Nichols: Yeah, they wanted her to be different. She's got this kooky kind of fashion sense, which is definitely a look, and it's certainly not my fashion style, but it sets her own style. There's nothing like tight and sexy it's all kind of cute and baggy. She wears a lot of tights, hats and layers. Then we gave her bangs because we wanted it to be pretty simple. We wanted her to be pretty simple, dressed down, very minimal makeup. Once we got the aesthetic together, a lot of the other things came together. The way she walks is specific and the way she talks is much quicker because she's just the girl that has to fill the spaces, and dealing with someone like Lyman there is a lot of spaces to fill. As soon as you create the aesthetic, then you can go about creating the rest of the character. Margaret was obviously very interested in collaborating our ideas for Fiona and they were very matched. That made it easier as well, but I’ve never had the opportunity to really create something before so it was great.

The character that we see in the film, was she written that way in the script or were you able to bring a lot of yourself to the role?

Nichols: You know her sense of humor was on the page but I bet if you had ten different actresses read the same page and give her a sense of humor, all of them would be completely different. The sort of the speed of talking, the kind of in-your-face sort of eyebrow raise, that kind of stuff, that’s Rachel coming out in Fiona, that just is. But the writing on the page was very good and did lend itself very well to building a character that is this private “fly by the seat of your pants” librarian. It was very fun to be able to create that since that’s not necessarily something that’s familiar to me.

When Fiona first meets Lyman she is very bold with him, he is an odd guy and she’s a bit odd too, can you talk about their relationship together and their initial attraction?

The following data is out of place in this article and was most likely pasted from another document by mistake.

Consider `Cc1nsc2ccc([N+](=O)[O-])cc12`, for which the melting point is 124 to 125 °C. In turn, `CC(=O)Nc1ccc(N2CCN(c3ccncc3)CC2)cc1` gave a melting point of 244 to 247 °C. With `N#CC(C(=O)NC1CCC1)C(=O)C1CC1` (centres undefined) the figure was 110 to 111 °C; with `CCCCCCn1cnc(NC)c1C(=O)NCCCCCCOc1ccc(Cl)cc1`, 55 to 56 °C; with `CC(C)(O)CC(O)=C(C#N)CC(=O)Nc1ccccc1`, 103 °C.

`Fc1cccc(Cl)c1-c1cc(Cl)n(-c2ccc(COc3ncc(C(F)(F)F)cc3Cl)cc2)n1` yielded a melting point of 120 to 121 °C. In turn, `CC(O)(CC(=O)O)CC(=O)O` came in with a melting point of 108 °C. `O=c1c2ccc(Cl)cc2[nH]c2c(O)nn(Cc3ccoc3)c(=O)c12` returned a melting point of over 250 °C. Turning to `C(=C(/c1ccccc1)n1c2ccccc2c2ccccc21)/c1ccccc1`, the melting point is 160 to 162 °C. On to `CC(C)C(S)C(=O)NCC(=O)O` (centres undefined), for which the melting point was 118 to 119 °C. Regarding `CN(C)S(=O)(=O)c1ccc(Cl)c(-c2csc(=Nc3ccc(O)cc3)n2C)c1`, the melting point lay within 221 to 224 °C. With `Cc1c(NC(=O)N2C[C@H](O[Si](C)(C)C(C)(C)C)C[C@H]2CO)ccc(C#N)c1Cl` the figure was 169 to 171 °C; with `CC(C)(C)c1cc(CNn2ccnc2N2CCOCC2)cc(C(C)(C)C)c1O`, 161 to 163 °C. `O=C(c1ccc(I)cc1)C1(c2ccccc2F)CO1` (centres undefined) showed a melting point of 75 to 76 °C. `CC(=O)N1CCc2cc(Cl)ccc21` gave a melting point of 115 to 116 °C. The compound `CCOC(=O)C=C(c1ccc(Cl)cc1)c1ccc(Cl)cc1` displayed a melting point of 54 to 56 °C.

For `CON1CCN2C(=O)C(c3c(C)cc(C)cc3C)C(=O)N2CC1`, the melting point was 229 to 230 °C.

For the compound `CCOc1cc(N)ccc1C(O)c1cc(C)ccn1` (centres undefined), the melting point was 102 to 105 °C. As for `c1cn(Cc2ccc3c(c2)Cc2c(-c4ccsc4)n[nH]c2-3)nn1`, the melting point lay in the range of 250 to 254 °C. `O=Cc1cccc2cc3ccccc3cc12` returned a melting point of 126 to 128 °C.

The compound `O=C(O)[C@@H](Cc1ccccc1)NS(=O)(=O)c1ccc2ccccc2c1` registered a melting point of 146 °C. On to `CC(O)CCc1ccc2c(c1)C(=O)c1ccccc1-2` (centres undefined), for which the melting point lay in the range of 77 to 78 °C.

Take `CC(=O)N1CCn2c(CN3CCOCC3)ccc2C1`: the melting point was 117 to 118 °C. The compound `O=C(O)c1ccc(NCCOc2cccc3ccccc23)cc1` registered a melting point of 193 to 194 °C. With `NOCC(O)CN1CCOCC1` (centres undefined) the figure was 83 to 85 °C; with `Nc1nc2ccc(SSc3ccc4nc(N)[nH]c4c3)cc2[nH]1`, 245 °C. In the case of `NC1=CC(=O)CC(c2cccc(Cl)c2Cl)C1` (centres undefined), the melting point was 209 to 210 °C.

Nichols: Before we started shooting, Margaret and I were talking about Fiona and Margaret said, “You know you’re going to have to trust me on this but the audience has to really be annoyed by Fiona for the first half an hour.” I said, I know, okay. She said, “They really have to not like you, you have to be really annoying.” And I said, okay, I know, all right we’re going to do that. Because she is (annoying) when you meet Fiona. And this poor guy, you think, man, Lyman, God get away from this girl because she’s crazy. It’s one of those times when you think, wait are these people actually going to end up together, how is this going to work? That beginning part, that’s sort of the way she comes into the story. Then obviously as much as she speeds Lyman up, he slows her down. That’s why opposites attract, they’re just complete and polar opposites. Then slowly but surely she does become a bit more relaxed and a bit more bearable as the film goes on. Then hopefully by the end everybody will want Lyman and Fiona to be together and they’ll like her.

In the beginning of the movie Fiona comes on to Lyman very strongly, but it seems like once he starts to give in to her advances she begins to push away, is that because Fiona’s feelings for him became too real for her to handle? Ultimately, do you think that she is afraid of her own emotions?